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AMD Ryzen 5 5600X Zen 3 CPU Review

Rating: 9.0.

Six cores and twelve processing threads has been a recipe for success with value orientated buyers in recent years. AMD’s own Ryzen 5 3600 and 3600X CPUs have proven to be fan favourites for their balance between performance and price. Can the Zen 3 Ryzen 5 5600X, which comes in at around £280 in the UK if you can find availability, prove to be another worthy six core challenger?

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The AMD Ryzen 5 5600X is a 6-core, 12-thread processor that operates with a 3.7GHz base frequency and 4.6GHz maximum boost with a 65W TDP. MSRP is set at $299 and that converts into £280 in the UK. That’s a $50 MSRP increase in price over the Zen 2 Ryzen 5 3600X/3600XT it replaces.

More challenging, though, is the often £90 availability price increase versus the incredibly popular Ryzen 5 3600 non-X. Granted, availability of those older Zen 2 six cores is just as bad as for the new Zen 3 chips currently.

AMD’s chosen process node is still TSMC 7nm, but it is the tweaked design logic as applied with the frequency enhanced Ryzen 3000XT chips launched in July 2020. That should help reach and sustain higher boost clocks versus original Zen 2 Ryzen 3000X chips.

For more details on the architecture and the differences of Zen 3 versus Zen 2, check out our main Ryzen 9 5000 series launch review HERE.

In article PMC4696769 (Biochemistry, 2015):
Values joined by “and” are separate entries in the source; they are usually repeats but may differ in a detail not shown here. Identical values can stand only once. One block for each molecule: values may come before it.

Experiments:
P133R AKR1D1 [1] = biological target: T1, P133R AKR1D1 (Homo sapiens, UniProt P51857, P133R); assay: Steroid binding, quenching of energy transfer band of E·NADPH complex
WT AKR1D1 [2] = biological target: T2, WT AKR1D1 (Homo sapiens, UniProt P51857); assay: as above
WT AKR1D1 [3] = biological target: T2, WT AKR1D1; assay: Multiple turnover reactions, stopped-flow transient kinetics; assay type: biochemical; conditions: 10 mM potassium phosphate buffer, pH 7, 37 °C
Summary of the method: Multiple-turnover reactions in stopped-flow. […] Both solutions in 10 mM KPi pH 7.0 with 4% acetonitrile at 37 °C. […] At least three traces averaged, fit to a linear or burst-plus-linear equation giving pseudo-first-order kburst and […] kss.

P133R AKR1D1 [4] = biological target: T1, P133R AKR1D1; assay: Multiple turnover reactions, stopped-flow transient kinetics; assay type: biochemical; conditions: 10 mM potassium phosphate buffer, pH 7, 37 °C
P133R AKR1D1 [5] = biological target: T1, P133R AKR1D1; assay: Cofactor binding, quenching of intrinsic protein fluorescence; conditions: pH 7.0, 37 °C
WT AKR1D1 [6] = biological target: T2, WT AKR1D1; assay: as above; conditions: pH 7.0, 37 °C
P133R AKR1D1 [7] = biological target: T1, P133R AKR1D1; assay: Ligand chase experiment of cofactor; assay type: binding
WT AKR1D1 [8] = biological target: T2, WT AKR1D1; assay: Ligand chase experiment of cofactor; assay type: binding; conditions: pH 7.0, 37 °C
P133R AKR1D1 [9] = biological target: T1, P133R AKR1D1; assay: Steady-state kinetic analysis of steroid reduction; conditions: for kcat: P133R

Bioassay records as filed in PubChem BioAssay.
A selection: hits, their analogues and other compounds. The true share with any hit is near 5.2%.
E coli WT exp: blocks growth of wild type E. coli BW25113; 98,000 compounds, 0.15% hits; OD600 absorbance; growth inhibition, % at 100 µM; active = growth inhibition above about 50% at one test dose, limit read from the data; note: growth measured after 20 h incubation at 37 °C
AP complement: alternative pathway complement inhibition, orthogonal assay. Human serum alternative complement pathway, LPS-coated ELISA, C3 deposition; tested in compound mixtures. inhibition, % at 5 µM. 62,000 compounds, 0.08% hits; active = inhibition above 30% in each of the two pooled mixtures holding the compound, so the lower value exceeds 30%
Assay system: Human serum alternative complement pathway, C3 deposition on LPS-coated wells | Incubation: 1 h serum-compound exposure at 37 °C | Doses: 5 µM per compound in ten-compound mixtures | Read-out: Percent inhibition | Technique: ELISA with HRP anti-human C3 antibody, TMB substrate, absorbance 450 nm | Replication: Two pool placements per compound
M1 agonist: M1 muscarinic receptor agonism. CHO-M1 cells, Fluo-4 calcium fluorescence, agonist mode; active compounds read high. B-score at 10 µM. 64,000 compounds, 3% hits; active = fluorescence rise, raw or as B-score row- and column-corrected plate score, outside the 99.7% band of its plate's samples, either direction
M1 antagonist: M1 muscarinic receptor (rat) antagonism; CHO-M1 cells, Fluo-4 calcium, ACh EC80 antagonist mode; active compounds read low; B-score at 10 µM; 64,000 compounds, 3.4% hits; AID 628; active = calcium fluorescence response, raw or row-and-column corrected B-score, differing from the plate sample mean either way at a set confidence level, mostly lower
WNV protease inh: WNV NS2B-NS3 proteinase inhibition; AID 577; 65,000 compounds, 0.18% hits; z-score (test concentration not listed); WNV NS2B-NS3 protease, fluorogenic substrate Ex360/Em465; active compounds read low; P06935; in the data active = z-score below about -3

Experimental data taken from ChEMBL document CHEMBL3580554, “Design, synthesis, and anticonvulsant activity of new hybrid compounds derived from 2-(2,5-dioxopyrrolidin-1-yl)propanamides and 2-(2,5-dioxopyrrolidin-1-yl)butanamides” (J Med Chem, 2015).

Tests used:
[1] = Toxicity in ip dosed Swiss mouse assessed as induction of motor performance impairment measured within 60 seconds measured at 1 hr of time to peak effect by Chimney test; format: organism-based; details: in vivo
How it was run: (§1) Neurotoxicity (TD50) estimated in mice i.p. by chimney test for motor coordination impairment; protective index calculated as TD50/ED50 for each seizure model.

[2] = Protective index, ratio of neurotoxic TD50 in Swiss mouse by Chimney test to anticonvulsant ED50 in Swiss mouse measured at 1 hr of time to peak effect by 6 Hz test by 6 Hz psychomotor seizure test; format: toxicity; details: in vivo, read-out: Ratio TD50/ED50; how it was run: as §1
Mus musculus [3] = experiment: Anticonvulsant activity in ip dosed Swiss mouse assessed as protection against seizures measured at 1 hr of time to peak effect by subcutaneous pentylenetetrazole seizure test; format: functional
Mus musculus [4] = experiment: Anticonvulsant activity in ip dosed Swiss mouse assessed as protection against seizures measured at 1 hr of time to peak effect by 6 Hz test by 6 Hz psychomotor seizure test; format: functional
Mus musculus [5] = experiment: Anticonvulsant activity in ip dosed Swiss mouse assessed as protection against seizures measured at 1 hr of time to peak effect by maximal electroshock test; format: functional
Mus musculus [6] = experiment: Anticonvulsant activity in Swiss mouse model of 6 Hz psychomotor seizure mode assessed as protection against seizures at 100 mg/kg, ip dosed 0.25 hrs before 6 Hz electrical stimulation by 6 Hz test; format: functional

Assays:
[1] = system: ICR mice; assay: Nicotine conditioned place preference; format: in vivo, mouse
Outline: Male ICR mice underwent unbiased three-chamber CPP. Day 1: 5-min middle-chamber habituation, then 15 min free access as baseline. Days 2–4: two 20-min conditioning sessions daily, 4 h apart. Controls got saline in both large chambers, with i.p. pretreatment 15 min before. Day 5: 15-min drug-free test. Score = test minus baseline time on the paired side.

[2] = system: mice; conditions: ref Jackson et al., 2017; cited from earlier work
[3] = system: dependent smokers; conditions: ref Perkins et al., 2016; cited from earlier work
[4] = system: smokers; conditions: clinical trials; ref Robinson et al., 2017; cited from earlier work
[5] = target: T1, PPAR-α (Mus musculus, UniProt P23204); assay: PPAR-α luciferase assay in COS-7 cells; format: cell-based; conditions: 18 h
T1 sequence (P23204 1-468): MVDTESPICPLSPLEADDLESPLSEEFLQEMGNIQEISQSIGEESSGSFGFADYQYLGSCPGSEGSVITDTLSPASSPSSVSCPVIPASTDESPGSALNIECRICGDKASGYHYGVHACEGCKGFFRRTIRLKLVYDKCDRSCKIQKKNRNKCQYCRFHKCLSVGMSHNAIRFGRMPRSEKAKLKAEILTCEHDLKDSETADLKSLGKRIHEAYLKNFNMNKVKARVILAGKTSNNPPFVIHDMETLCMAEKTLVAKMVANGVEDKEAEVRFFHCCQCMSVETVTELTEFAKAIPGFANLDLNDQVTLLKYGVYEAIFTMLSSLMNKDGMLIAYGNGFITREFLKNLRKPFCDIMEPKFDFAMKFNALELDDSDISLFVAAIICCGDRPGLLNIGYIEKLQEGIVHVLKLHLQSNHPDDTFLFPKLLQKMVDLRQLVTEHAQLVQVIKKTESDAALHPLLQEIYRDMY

The six-core Ryzen 5 5600X is a single-CCD and therefore single-CCX processor. As such, you still get full access to 32MB of L3 cache but the L2 cache capacity is cut to 3MB compared to the 4MB on the pricier eight-core parts. The same 12nm IO die is used.

Given its price point of £280, the Ryzen 5 5600X actually slots into a neat window between some primary competitors.

It is around £30 more expensive than the Core i5-10600K but AMD’s chip ships with a cooler and has better low-cost motherboard support. The 5600X is around £30 cheaper than the sixteen thread Core i7-10700 locked processor which also uses the more expensive Intel platform.

Around £20 is the saving for the Ryzen 5 5600X versus the Ryzen 7 3700X which has more cores but is on the older Zen 2 architecture. And the Zen 3 six-core is around £50 more expensive than the premium Ryzen 5 3600X/3600XT which is tolerable for many users, even if the cheaper Ryzen 5 3600 non-X was the obvious chip to buy out of the Zen 2 six cores.

We are particularly keen to see how performance has improved versus the Ryzen 5s of yesteryear and the twelve thread Intel Core i5-10600K. Also of particular interest will be the Zen 3 6 core’s performance versus the Ryzen 7 3700X as that Zen 2 eight core remains a worthy market participant at around £300.

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